[nSLUG] Best way to upgrade mirrored disks to larger capacity?

D G Teed donald.teed at gmail.com
Wed May 18 23:35:52 ADT 2011


On Wed, May 11, 2011 at 11:15 AM, Stephen Gregory <nslug at kernelpanic.ca>wrote:

> On Wed, May 11, 2011 at 09:16:27AM -0300, D G Teed wrote:
>
> > There are SATA connectors for only 2 drives on the mainboard
> > and they are not hot swappable.
>
> Are you sure? Any SATA I have used is hot swappable even if you have
> to pull the cable. You may need to force a rescan to find the new
> drives. I use rescan-scsi-bus.sh tool from Debian's scsitools package.
>
>
I should have clarified, they are not practically hot swappable in our 1U
system,
as the box is a rebuild - was once SCSI with a backplane and is now
SATA with no backplane.  If it is like most systems these days, it screams
and
shuts down if the case lid is removed.

I'm playing around with some new 1 TB SATA drives at home and found
hot swap was supported, but the device came back as /dev/sdc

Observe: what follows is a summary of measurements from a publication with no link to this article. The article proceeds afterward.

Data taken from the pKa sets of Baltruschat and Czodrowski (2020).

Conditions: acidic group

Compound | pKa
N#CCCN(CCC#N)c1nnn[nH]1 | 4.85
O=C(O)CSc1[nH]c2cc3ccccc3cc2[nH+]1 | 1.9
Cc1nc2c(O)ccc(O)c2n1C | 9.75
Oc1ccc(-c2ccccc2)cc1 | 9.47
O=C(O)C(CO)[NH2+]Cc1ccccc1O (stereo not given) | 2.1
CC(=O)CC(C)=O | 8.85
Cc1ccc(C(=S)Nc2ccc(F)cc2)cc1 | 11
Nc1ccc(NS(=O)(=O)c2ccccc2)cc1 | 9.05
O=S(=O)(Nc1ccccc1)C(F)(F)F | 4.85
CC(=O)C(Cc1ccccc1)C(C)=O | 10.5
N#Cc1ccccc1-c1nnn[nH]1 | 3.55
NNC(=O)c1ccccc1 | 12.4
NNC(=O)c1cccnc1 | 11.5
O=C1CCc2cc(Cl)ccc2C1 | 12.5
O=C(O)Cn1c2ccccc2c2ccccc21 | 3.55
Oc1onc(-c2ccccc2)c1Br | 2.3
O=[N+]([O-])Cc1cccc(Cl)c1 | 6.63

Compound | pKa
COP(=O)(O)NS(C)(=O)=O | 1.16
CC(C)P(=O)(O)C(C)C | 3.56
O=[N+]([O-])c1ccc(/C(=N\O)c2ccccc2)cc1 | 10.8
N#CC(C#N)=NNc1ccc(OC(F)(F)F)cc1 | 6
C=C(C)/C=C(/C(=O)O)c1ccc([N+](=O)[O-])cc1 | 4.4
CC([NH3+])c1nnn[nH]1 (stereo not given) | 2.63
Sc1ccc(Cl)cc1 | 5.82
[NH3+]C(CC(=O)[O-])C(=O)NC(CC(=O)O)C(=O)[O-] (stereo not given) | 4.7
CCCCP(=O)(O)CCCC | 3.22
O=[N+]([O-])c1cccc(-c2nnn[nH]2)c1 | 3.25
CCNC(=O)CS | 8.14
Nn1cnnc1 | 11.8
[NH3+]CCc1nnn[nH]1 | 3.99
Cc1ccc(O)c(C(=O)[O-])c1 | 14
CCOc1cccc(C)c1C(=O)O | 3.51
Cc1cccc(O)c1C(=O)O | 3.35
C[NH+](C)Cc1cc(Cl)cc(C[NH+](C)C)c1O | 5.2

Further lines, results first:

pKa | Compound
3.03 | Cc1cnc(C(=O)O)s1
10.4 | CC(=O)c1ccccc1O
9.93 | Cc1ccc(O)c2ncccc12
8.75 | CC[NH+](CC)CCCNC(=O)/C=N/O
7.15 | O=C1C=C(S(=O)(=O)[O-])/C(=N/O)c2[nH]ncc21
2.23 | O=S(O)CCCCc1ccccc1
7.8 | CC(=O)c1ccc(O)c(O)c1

rather than /dev/sdb - automatically handled by the kernel.
rescan-scsi-bus.sh didn't work for SATA, but didn't need the
scan to get the new device live.


>
> I don't think you will need a live cd to reinstall grub. You should be
> able to do it after you copy the data. You may need to chroot into
> the new array and install grub to hd0 and hd1 so you should hit your
> new drive.
>

I was thinking rescue cd to move / and other partitions with files
that don't copy well while the system is up.


>
> To save some headaches I would recommend that you modify the new
> /etc/fstab to use UUID= instead of /dev/mdXX as the md devices might
> change.
>
> Yes, Debian 6 has converted my fstab lines already, and likewise for
mdadm.conf

Partitioning has come up as an issue I was not aware of before.  They
require
partitions to be on certain boundaries with the Western Digital "Advanced
Format"
and the move to 4KB blocksize.  Western Digital's info on it for Linux is
rather lean.
I found a nice page telling us how to do the math in fdisk and illustrating
the performance difference in having the partitions sitting at the right
boundaries.

http://linuxconfig.org/linux-wd-ears-advanced-format<%20http://linuxconfig.org/linux-wd-ears-advanced-format>

Note how when using multiple partitions, the next start block must be 8
greater
than the previous end block.  This becomes a gap of 64 with logical
partitions,
including a gap of 64 prior to the first partition in the extended
partition.

Is there something like this happening with Seagate or others?
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